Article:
The right-handed reliever, 29, has agreed to a two-year, $16.75 million free-agent deal with Minnesota, pending a physical, Ken Rosenthal of FOX Sports and TheAthletic.com reports. 

Reed began last season with the Mets and had 19 saves and a 2.57 ERA before being traded to the Red Sox, where he had a 3.33 ERA in 29 games (27 innings) without a save as a setup man for Craig Kimbrell.  
 

Red Sox, Mookie Betts far apart on salary and heading toward arbitration

red-sox-mookie-betts.jpg

Red Sox, Mookie Betts far apart on salary and heading toward arbitration

The Red Sox and star right fielder Mookie Betts intend to go to an arbitration hearing in February, and there were signs this was coming even a year ago.

Betts was the only arbitration-eligible player on the Red Sox who did not settle on a contract with the team on Friday, when a deadline arrived for all teams and arbitration-eligible players to exchange 2018 salary figures. Jackie Bradley Jr., Xander Bogaerts and Drew Pomeranz were the biggest names to avoid hearings.

Betts filed for a $10.5 million salary and the Red Sox filed at $7.5 million.  Betts and the Red Sox agreed previously that if no figure could be settled on by the Friday deadline, they would proceed to a hearing, assistant general manager Brian O'Halloran said. 

A three-person panel of arbitrators therefore is set to determine what Betts makes in 2018: either the $7.5 million figure the Sox filed or the $10.5 million figure Betts' camp submitted. The arbitrators won't settle on a midpoint for the parties.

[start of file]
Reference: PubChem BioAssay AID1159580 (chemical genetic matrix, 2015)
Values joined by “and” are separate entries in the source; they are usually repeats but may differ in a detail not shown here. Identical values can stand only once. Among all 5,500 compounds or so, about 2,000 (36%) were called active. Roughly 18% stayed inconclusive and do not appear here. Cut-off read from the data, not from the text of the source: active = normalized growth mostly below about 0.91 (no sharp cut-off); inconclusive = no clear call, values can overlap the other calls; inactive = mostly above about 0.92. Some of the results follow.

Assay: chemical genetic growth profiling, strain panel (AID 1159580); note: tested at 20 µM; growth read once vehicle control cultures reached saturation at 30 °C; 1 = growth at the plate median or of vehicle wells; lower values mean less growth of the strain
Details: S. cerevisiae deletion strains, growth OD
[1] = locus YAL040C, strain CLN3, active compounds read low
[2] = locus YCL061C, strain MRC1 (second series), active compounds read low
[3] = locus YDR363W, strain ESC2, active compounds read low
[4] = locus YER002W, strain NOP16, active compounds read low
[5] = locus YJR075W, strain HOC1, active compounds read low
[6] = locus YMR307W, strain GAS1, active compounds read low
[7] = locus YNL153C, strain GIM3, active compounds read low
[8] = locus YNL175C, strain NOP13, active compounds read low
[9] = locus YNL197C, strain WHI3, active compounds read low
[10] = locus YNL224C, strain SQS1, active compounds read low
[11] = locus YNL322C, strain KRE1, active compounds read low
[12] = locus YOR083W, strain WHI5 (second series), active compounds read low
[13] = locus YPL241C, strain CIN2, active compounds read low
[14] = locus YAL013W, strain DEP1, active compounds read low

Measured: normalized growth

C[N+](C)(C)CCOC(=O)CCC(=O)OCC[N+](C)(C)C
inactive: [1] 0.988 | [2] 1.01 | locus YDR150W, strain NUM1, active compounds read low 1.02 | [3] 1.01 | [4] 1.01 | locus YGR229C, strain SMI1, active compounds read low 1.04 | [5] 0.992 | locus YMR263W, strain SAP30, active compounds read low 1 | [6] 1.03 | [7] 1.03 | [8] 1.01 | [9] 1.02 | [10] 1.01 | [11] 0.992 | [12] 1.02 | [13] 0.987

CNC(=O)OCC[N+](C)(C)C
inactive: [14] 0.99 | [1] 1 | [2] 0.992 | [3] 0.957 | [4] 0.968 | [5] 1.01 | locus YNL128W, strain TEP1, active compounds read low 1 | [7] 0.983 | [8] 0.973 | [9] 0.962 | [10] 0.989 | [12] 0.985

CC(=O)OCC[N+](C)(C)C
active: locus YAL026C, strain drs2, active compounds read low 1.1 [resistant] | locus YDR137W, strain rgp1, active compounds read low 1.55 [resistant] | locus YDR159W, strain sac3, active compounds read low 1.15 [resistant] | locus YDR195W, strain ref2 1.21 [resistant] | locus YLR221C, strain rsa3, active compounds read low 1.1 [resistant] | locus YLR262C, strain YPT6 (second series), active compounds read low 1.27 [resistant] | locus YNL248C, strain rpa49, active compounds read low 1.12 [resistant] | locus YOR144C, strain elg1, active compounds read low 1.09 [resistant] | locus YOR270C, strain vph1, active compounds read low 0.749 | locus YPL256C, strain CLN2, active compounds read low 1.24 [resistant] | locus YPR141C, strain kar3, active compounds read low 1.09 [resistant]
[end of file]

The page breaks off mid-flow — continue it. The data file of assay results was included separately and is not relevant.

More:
O'Halloran noted to the Globe there are no hard feelings involved.

Nonetheless, such a large gap would seem to provide incentive to settle. The parties technically could still decide to do so, but that would take a change of course from the present plan. The idea was to settle any time before Friday, and they did not. 

Betts is asking for near-record money for a first-year arbitration eligible player. Kris Bryant set the record Friday with a $10.85 million settlement.

The hearings can be difficult for player-team relations because teams have to make the case in front of the player that he is worth less money than he wants.

Betts, 25, hit .264, with 24 homers, 102 RBI, 25 stolen bases and a .803 OPS in 2017, numbers that fell from his American League MVP runner-up performance in 2016, but were nonetheless very strong and coupled with first-rate defense.

This offseason is Betts' first of arbitration eligibility. In the first three years of service time in a players' career, there's no recourse if you don't like the salary a team is offering. Teams can pay players anything at league minimum or above. 

The only option a player has in those first three years is to make a stand on principle: you can force the team to technically "renew" your salary, which notes to everyone that you did not agree to the salary. Betts and his agents did that in 2017 when the Sox paid him $950,000, a very high amount relative to most contract renewals.

Some of the standard thinking behind forcing a team to renew a contract is that if an arbitration case comes up down the road — and one now looms for Betts — it's supposed to show the arbitrators that the player felt even in seasons past, he was underpaid.

Still, the Sox may have effectively combatted that perception by paying Betts almost $1 million on a renewal. Per USA Today, that $950,000 agreement in 2017 was "the second-highest one-year deal ever for a non-arbitration-eligible player with two-plus years of big league service." Mike Trout got $1 million in 2014.